Apple (NASDAQ:AAPL) seems to be making renewed efforts at wooing China Mobile (NYSE:CHL) this year. In his second visit to China in less than a year, Apple CEO Tim Cook met with China Mobile executives last week and discussed “matters of cooperation”, raising optimism that a potential iPhone deal is on the cards. While both companies have declined to give specifics of the current negotiation process, Cook said he expects China to become Apple’s most important market in the “not too distant future.” This may not be an indication that his talks with China Mobile are making good progress, but a deal with the world’s largest wireless carrier by subscriber base would no doubt help Apple meet that guidance quickly.
The iPhone maker has already signed deals with two other Chinese carriers, China Unicom (NYSE:CHU) and China Telecom (NYSE:CHA), but a deal with the world’s largest wireless carrier has so far remained elusive due to potential “benefit sharing” concerns. Using its over 700 million subscriber base as a negotiation stick, China Mobile seems to be looking to cut a better subsidy deal (or a possible app revenue share) with Apple. On the other hand, the carrier needs access to the iPhone to stem the decline in market share it is experiencing in the lucrative 3G market. Considering the current market dynamics, we expect both parties to reach a compromise and sign a deal sooner rather than later. This could be the next big trigger for Apple’s stock as it nearly doubles the company’s addressable market in China and could cause our price estimate to increase by 5% to $750 - around 50% upside over the current market price.
iPhone May Soon Arrive on China Mobile
China Mobile’s proprietary TD-SCDMA 3G network has so far been a big stumbling block in the way of an Apple-China Mobile iPhone deal. The network is incompatible with most smartphones currently available in the market, including the iPhone. This requires Apple to come out with a specially crafted iPhone for the carrier’s proprietary network, and this has historically proved to be a huge deterrent.
However, with Apple using one of Qualcomm’s recently launched baseband chips that supports not only China Mobile’s 3G network but also its 4G TD-LTE network, which is still under trials, technical issues should no longer be a big deterrent for Apple to release the iPhone on the world’s largest carrier. (see Qualcomm Paves the Way for an Apple-China Mobile iPhone Deal)
China Mobile has so far managed to overcome its 3G shortcomings by building out a nationwide Wi-Fi network. But the unavailability of an unsubsidized iPhone on the nation’s largest wireless carrier is a serious deterrent to widespread 3G adoption. The fact that as of March 2012, China Mobile still managed to add about 15 million iPhone customers – customers who had not only forked out the full price of the iPhone but have also had to make do with China Mobile’s 2G network – is testimony to its huge untapped potential.
Upside to Apple from a bigger China play
Our estimates for Apple’s market share do not take into account the availability of the iPhone on China Mobile’s network. However, should it happen, the upside could be huge.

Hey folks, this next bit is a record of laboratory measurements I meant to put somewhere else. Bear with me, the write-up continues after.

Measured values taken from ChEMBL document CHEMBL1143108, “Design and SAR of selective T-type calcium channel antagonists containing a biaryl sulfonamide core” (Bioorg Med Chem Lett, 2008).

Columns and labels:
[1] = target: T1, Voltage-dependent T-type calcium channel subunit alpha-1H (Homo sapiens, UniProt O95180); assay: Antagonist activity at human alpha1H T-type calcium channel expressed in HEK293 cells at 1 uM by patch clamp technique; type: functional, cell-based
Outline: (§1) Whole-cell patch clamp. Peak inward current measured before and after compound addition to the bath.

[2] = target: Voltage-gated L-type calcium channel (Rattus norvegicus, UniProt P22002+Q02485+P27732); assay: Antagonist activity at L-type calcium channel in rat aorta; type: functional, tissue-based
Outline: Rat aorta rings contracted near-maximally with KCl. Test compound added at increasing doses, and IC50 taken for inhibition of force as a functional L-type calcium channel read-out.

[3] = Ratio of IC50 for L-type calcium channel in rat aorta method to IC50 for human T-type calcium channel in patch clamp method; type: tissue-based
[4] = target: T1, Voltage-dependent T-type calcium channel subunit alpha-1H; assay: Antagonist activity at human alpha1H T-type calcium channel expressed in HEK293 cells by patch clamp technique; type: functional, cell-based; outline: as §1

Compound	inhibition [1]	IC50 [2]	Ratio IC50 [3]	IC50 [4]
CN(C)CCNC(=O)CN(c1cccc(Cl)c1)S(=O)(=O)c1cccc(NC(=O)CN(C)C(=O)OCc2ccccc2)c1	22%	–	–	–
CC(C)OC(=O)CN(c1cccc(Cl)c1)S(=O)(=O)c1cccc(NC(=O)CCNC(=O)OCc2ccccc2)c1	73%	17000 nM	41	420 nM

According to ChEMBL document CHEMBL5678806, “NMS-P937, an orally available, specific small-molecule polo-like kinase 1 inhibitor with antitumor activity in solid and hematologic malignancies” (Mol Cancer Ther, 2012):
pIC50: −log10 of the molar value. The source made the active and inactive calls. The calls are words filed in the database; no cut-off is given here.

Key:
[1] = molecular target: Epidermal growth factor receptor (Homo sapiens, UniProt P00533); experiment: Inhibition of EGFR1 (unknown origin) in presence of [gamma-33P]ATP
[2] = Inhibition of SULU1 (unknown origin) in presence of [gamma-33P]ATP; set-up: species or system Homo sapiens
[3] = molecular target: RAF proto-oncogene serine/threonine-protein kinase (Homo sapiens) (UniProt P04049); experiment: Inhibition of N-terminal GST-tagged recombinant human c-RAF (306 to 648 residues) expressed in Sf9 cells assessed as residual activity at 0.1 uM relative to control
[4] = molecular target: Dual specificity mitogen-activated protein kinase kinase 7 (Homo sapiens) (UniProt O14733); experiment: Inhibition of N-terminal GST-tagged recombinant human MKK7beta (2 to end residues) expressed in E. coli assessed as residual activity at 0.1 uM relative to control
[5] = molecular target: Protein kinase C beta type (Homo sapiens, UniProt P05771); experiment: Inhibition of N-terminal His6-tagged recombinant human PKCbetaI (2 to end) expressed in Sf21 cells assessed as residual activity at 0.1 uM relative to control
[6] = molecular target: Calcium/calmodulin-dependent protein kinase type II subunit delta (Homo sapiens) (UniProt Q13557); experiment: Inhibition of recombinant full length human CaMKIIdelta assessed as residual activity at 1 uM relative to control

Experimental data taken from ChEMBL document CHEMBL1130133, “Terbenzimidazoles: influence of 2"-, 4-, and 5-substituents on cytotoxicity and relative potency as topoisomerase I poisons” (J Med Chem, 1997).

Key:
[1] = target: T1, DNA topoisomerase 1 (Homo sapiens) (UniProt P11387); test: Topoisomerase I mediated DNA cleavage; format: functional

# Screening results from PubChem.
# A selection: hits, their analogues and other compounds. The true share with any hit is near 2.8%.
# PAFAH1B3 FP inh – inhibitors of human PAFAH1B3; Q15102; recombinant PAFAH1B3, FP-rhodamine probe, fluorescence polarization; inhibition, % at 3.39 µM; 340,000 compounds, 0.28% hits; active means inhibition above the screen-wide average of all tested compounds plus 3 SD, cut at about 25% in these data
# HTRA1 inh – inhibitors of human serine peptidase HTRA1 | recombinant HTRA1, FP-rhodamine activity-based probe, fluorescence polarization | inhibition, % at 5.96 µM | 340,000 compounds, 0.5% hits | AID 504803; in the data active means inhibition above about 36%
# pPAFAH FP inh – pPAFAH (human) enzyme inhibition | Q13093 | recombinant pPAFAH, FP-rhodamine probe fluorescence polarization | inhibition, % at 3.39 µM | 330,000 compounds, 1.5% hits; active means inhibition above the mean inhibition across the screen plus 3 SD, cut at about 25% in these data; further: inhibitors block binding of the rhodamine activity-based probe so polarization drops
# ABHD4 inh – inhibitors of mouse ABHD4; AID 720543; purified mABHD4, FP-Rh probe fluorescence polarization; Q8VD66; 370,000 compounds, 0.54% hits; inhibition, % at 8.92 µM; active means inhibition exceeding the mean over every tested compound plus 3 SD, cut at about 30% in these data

China Mobile had 10 million iPhone users in October 2011. In 4 months, it added another 5 million implying an addition of almost 1.25 million iPhone users to its network each month. For 4 months prior to October, China Mobile added 5 million iPhone users. So we can assume that the rate of adoption of unsubsidized iPhones on China Mobile’s network has been fairly constant.
Assuming that China Mobile gets the iPhone in October this year when the ‘iPhone 6′ is released, and that it starts off by selling the subsidized version to an additional 1.5 million users every month, it could sell around 5 million additional iPhones in the last quarter of 2013.
Going forward, it could sell around 25 million additional iPhones in 2014 at a little higher than the 2012 rate. For arriving at the long-term average sales, we look at AT&T’s percentage of iPhone activations to total retail subscriber base for 2011. AT&T had about 17.5 million iPhone activations in 2011, and it ended the year with more than 76.5 million subscribers, taking the required percentage close to 23% in about 4 years for which it had the iPhone.
If China Mobile manages to reach this percentage by 2019, it could be selling close to 200 million additional iPhones a few years out. In our analysis, we are taking a more conservative estimate of 120 million additional iPhones by 2019. Additionally, accounting for the potential margin hit of a China Mobile deal, we assume iPhone average pricing to decline from more than $600 currently to about $350 by 2019 and margins from >50% currently to about 35% in 2019. This increases our price estimate to $750, an upside of about 5% to our current $710 price estimate.
You can move the iPhone pricing trend line in the chart below to make your own forecast for Apple’s value.
Our assumptions are contingent on China Mobile actually leading the 3G race in the same way as it has dominated 2G. The current 2G scenario is heavily biased in favor of China Mobile, but its 3G advantage is not so significant. If China Mobile is unable to leverage its huge 2G lead and turn it into a 3G advantage, the scenario may not play out as described above. Having China Unicom and China Telecom in the bag may help Apple cover a bit of lost opportunity in China Mobile, but for the China story to play out, its largest wireless carrier must deliver.